partners are independently investigating the potential positive and negative consequences
of Blockchain in the energy community.
will be the next GDPR
recently by Eurelectric: “Blockchain enabled solutions can be implemented and
unlock huge opportunities to have everyone participate and derive economic
benefits in the new energy world using ‘simple’ interoperable and convenient
With this in mind, an article entitled Blockchain will be the next GDPR on the EEIP (Energy Efficiency for Industrial Processes) website looks at what the potential applications of blockchain technologies could be, and how Blockchain could affect the provision – and the value – of energy services.
Get up to speed with the latest on renewable heating & cooling by attending this one-day event in Helsinki.
The European Technology & Innovation Platform on Renewable Heating and Cooling (RHC ETIP) is organizing the event 100% RHC for a Sustainable Future; the opportunity for RHC experts to learn, network and present their RHC innovative projects.
From a DecarbEurope viewpoint, this event engages four of our key solutions: District heating, Bioenergy, Heat pumps and Solar thermal, as well as the cross-sector application potential in buildings, districts, cities and industries.
Here’s a great story of at least five DecarbEurope solutions working together. Wind is converted to hydrogen (and stored) which is then combusted in a cogeneration unit. Downstream is electricity and heat, and heat distribution means district heating.
Stadtwerke Hassfurt, a German local utility, has realised a ground-breaking project for regional renewable energy supplies. It generates its own hydrogen from local renewable electricity and uses it in a cogeneration unit to supply regional customers with heat and electricity.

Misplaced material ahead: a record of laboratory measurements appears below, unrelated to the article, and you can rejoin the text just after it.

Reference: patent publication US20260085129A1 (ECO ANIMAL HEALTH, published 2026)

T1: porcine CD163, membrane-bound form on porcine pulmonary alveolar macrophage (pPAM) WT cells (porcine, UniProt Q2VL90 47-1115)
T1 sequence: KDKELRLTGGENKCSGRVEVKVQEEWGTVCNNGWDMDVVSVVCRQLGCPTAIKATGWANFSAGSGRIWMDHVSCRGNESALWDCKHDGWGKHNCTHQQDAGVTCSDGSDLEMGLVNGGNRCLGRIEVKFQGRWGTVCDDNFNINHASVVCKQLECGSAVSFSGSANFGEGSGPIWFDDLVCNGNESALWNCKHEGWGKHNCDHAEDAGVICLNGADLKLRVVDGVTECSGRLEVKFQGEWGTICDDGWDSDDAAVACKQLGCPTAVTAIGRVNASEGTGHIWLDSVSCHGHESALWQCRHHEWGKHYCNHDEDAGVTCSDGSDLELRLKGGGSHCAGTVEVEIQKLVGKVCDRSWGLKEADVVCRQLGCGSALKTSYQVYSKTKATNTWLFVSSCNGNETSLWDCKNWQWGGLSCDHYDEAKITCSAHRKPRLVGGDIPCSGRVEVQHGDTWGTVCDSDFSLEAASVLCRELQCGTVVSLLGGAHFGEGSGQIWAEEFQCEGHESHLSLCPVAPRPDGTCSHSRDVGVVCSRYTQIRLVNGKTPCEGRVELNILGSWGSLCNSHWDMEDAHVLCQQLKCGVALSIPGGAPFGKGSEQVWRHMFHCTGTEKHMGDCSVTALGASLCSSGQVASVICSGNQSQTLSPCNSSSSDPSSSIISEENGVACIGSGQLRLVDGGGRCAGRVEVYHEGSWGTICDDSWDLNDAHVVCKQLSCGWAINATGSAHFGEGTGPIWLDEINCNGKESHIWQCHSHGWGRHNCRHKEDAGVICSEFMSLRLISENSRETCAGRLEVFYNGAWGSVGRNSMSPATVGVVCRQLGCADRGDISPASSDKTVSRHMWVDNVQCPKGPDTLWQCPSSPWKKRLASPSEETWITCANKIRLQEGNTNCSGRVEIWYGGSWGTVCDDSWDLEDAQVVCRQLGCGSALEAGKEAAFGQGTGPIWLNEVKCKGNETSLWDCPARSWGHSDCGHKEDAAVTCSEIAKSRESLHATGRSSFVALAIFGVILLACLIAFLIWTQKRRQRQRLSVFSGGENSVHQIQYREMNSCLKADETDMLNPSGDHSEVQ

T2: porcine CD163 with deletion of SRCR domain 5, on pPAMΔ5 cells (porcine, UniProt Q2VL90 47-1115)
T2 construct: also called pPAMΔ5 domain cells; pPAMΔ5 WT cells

In our previous blog post, we discussed a new study indicating the significant potential of solar power in the coal regions of Europe such as Poland. Coming close behind comes the news that onshore wind now looks set for renewed growth in Poland.
The reason is that at the end of July, Poland’s lower house
of Parliament approved an important revision to the Renewables Act. On August
2, the Senate – the upper house of the Polish Parliament – passed the law. It
is now waiting for the signature of the President.
A new study from the EU’s Joint Research Centre (JRC), indicates that solar power has enormous growth and job potential in the coal regions of Europe.
The use of coal for electricity generation is the main emitter of Greenhouse Gas Emissions worldwide. According to the International Energy Agency, these emissions have to be reduced by more than 70% by 2040 to stay on track for the 1.5–2 °C scenario suggested by the Paris Agreement.
A study was conducted to see to what extent the use of photovoltaic (PV) electricity generation systems could help with this transition in the coal regions of Europe. It assessed the solar PV potential in selected regions where open-cast coal mines are planned to cease operation in the near future.
A major new initiative to encourage the development of hydrogen
powered shipping launches in Oostende, Belgium on 27th August.
The Interreg North-West Europe project H2SHIPS aims to demonstrate the technical and economic feasibility of hydrogen bunkering and propulsion for shipping and identify the conditions for successful market entry for the technology.
Two pilot projects will be implemented as part of H2SHIPS. In Amsterdam, a new hydrogen powered port vessel will be built. In Belgium, a hydrogen refuelling system suitable for open sea operation will be developed and tested.
Dirk Vansintjan, President of REScoop is the Schönauer Stromrebell 2019
The “Schönauer Stromrebell” prize is awarded by a collective of renewable initiatives in the German city of Schönau together with the Elektrizitätswerke Schönau (EWS) and the city of Schönau itself. This annual prize commemorates people who have shown the personal commitment and drive to implement visions, overcome resistance and wholeheartedly support the environment and a sustainable economy.
A short overview of some of the sessions involving DecarbEurope partners
Transitioning towards 100% renewables and the role of system flexibility
Myriam Castanié from REScoopEU stressed the importance of addressing the specific challenges of islands, which are strongly affected by climate change and are often dependent on the mainland for energy. She pointed out that islands are often blocked by regulations on the mainland that prevent them from obtaining renewable technologies such as heat pumps.
Moreover, bringing renewables into local economies creates value and strengthens local economies. However, the energy transition depends on citizen engagement; the good news is that islanders are increasingly becoming actors in energy markets.